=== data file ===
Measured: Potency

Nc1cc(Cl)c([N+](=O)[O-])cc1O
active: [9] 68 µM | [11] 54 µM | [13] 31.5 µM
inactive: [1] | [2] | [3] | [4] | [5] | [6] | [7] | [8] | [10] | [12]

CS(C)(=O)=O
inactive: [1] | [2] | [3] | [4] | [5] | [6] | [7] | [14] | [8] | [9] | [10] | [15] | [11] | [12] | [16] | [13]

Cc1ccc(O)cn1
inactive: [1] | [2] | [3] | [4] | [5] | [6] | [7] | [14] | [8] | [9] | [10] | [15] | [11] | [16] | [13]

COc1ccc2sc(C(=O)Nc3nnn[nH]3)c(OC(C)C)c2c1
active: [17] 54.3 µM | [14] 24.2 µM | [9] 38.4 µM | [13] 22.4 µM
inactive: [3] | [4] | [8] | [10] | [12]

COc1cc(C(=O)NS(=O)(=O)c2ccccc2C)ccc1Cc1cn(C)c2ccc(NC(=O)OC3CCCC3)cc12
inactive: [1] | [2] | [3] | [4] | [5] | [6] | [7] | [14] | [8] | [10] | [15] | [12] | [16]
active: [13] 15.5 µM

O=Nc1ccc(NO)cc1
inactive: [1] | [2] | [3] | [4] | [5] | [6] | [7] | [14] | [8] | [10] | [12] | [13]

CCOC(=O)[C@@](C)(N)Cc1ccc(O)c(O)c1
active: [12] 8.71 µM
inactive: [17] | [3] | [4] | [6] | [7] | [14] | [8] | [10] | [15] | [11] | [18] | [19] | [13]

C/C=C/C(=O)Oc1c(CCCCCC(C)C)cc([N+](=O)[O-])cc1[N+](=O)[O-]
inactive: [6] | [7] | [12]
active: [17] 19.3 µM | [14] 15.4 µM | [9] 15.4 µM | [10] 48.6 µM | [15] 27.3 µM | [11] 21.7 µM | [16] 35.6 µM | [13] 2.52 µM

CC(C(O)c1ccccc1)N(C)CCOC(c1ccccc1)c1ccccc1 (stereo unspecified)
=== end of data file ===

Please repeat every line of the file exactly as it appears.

Measured: Potency

Nc1cc(Cl)c([N+](=O)[O-])cc1O
active: [9] 68 µM | [11] 54 µM | [13] 31.5 µM
inactive: [1] | [2] | [3] | [4] | [5] | [6] | [7] | [8] | [10] | [12]

CS(C)(=O)=O
inactive: [1] | [2] | [3] | [4] | [5] | [6] | [7] | [14] | [8] | [9] | [10] | [15] | [11] | [12] | [16] | [13]

Cc1ccc(O)cn1
inactive: [1] | [2] | [3] | [4] | [5] | [6] | [7] | [14] | [8] | [9] | [10] | [15] | [11] | [16] | [13]

COc1ccc2sc(C(=O)Nc3nnn[nH]3)c(OC(C)C)c2c1
active: [17] 54.3 µM | [14] 24.2 µM | [9] 38.4 µM | [13] 22.4 µM
inactive: [3] | [4] | [8] | [10] | [12]

COc1cc(C(=O)NS(=O)(=O)c2ccccc2C)ccc1Cc1cn(C)c2ccc(NC(=O)OC3CCCC3)cc12
inactive: [1] | [2] | [3] | [4] | [5] | [6] | [7] | [14] | [8] | [10] | [15] | [12] | [16]
active: [13] 15.5 µM

O=Nc1ccc(NO)cc1
inactive: [1] | [2] | [3] | [4] | [5] | [6] | [7] | [14] | [8] | [10] | [12] | [13]

CCOC(=O)[C@@](C)(N)Cc1ccc(O)c(O)c1
active: [12] 8.71 µM
inactive: [17] | [3] | [4] | [6] | [7] | [14] | [8] | [10] | [15] | [11] | [18] | [19] | [13]

C/C=C/C(=O)Oc1c(CCCCCC(C)C)cc([N+](=O)[O-])cc1[N+](=O)[O-]
inactive: [6] | [7] | [12]
active: [17] 19.3 µM | [14] 15.4 µM | [9] 15.4 µM | [10] 48.6 µM | [15] 27.3 µM | [11] 21.7 µM | [16] 35.6 µM | [13] 2.52 µM

CC(C(O)c1ccccc1)N(C)CCOC(c1ccccc1)c1ccccc1 (stereo unspecified)